Ideological Struggle-Part III

People are mad—the economy is tanking and understandably we want to know who to blame.  Of course, AIG (and its bonus payments) is an easy target.  So is the failed bank bailout.  And the media is happy to oblige us with lots of stories.

The problem is that we are dealing with something bigger—a structural crisis.  That is something that the media refuses to address.

In an earlier post I described how most mainstream economists believe that capitalism is a stable system that produces and maintains full employment.  For these economists, serious problems must be caused by developments that are, at root, external to the workings of the system.  Examples include technology shocks or overly aggressive or misdirected government policy.

In reality capitalism is a system that generates contradictions—and crises.

Imagine you are a capitalist.  You hire workers and other inputs needed for production.  Your goal is to maximize profits.   So, what do you do?  If you are a “good” capitalist you find ways to get your workers to produce the very most they can for the lowest possible wage.

But if every capitalist does this we end up in a situation where production soars way beyond the purchasing power of the population.   What then?  Well, we are likely to end up in recession.  Unable to sell all their goods, capitalists will cut production and lay off workers, who will then have even less money, leading to a downward spiral.

It is true that capitalists themselves might demand enough (investment) goods and services to fill the gap—but that is a risky thing to count on.  There has to be some great new invention or access to some big new market to encourage such new spending in the face of declining household demand.

Of course we are not always in recession.  The reason is that capitalists and the government are resourceful.  They can try and promote exports and sell goods elsewhere.  Thus sometimes a potential crisis in one country can be forced onto another—think third world.  Or the government can engage in serious spending (directly by buying goods and services from companies or indirectly by transferring money to workers so that they can buy things from companies) to provide the necessary extra demand.  Or capitalists can develop (with government support) a sophisticated credit system that can lend money to workers to allow them to pump up their spending beyond what their income might allow.

These solutions can work for a time, sometimes for a long time—but they also generate their own problems.  For example, credit markets could end up triggering stock market or housing bubbles, leading to unsustainable debt-based growth.  Sound familiar?  And of course these solutions also have their class dimension—we are not all equal when it comes to enjoying the profits or sharing the pressured working conditions and employment insecurity.  AIG executives are able to defend their bonuses while GM workers are forced to renegotiate their contracts because of the structural inequalities of our system.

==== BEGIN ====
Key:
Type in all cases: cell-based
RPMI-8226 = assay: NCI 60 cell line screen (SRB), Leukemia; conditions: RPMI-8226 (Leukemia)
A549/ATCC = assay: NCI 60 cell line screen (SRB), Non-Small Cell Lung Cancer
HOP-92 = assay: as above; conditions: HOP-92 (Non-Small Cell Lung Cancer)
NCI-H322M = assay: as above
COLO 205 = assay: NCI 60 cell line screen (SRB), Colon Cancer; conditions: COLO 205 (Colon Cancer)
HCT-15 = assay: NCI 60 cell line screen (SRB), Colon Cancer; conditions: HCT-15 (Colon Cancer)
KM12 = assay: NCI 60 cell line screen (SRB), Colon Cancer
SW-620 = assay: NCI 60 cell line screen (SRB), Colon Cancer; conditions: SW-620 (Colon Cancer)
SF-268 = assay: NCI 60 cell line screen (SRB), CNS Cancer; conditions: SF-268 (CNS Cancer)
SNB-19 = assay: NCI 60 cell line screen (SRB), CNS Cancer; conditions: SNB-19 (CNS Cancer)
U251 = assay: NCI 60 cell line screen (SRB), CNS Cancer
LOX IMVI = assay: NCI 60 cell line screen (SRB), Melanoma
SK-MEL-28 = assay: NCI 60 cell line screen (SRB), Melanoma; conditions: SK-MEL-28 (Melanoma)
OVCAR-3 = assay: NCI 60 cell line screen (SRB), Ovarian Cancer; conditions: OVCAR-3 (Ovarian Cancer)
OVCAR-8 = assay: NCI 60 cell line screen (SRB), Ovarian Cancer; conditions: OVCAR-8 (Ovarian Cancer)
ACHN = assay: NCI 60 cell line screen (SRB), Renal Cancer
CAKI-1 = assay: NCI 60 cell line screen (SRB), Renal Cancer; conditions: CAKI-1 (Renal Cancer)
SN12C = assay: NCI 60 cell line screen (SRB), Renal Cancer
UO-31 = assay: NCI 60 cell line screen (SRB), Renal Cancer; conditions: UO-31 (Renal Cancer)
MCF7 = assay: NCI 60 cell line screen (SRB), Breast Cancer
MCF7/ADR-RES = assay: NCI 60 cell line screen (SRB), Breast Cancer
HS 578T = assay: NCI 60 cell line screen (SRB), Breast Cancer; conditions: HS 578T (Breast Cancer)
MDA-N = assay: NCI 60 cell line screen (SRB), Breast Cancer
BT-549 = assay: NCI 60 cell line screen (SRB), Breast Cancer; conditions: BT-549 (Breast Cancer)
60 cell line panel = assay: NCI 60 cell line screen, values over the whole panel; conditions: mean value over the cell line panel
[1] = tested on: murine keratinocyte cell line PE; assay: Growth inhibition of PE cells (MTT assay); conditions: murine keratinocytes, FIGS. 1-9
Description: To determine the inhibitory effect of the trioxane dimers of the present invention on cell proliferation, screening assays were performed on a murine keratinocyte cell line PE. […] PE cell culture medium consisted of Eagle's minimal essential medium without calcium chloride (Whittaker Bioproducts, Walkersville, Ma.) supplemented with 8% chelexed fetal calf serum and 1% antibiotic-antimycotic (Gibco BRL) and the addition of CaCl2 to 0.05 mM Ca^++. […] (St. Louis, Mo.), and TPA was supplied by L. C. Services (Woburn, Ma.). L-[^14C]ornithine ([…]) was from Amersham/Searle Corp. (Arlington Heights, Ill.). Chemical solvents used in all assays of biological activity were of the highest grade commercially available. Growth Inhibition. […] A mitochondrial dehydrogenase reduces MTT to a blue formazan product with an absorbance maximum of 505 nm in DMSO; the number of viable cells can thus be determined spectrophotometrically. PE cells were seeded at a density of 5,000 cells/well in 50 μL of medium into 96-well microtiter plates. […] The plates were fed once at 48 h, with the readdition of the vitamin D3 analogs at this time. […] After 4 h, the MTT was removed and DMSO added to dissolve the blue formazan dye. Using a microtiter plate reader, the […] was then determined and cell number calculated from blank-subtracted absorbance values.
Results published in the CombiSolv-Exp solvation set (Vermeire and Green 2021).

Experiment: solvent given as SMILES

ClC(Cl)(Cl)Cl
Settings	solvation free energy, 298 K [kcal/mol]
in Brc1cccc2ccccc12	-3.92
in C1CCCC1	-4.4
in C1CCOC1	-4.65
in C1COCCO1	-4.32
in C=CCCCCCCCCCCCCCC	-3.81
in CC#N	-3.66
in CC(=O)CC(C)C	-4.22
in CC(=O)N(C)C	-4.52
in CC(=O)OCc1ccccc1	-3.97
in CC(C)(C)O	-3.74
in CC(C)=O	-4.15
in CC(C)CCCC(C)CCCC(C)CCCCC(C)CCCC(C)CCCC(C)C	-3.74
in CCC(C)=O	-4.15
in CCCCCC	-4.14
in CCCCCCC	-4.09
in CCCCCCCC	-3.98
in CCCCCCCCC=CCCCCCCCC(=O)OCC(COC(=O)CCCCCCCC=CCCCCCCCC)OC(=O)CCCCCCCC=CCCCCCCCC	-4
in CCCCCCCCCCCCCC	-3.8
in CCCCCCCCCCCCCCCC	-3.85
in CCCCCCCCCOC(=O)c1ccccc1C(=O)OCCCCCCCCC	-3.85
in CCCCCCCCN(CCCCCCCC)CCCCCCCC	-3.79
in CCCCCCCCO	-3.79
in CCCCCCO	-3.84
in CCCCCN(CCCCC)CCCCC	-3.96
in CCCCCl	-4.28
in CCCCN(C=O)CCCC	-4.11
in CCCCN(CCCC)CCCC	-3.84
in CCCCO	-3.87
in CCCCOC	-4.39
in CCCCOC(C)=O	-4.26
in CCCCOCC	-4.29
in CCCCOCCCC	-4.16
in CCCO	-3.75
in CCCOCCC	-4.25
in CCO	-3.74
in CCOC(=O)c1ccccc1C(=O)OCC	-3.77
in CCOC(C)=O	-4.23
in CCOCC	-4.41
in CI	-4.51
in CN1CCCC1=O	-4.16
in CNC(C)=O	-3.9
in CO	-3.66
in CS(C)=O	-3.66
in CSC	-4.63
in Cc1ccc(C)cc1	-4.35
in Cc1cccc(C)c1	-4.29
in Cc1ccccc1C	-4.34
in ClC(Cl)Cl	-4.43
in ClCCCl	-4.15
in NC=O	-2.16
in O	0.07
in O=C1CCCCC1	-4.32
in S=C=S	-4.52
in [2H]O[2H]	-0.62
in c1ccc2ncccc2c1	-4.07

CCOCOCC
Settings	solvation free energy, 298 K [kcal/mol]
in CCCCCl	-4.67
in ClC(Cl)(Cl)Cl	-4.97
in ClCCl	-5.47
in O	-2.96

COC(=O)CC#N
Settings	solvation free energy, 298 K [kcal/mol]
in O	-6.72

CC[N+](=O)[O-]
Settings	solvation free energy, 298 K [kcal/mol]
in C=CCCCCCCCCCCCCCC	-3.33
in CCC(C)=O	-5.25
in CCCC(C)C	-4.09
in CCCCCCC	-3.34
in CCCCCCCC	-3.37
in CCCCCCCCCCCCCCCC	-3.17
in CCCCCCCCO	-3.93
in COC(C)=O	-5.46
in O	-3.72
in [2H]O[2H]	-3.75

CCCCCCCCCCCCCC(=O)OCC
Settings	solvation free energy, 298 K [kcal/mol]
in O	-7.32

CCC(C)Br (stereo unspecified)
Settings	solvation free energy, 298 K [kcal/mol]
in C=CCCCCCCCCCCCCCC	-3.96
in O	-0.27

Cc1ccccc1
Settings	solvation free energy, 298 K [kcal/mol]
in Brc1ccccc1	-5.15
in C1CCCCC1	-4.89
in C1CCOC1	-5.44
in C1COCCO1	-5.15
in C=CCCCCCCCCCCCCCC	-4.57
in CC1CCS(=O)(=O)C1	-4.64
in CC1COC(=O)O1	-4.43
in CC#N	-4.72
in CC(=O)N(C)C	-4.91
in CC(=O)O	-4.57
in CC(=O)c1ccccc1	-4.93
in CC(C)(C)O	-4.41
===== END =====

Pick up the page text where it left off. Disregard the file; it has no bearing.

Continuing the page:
We got into our current mess because of structural problems.  In broad brush: growing international competition beginning in the late 1960s led to a decline in profits in manufacturing.  By the 1980s, capitalists had worked out their response.  Led by the government they restored profit margins by breaking unions and pushing down wages.  And they also gradually shifted away from manufacturing to finance.  By the late 1990s, things were in high gear.  Average earnings were generally stagnating but huge gains were being made by those at the top thanks to all sorts of financial developments, including the stock market and housing bubbles.  Workers relied on rising home prices to borrow enough money to keep consumption strong and the economy growing–at least until the housing bubble popped.

Yes, we need to block the bonuses and deal with the banking system—nationalization being the best answer to both.  But we need more than that—we have to recognize that capitalism was not working well for the great majority of us for decades and that growth was bound to end because of growing imbalances that were becoming unmanageable.  We have to start openly discussing how best to restructure our economy.  I wonder when the media will start encouraging that discussion.

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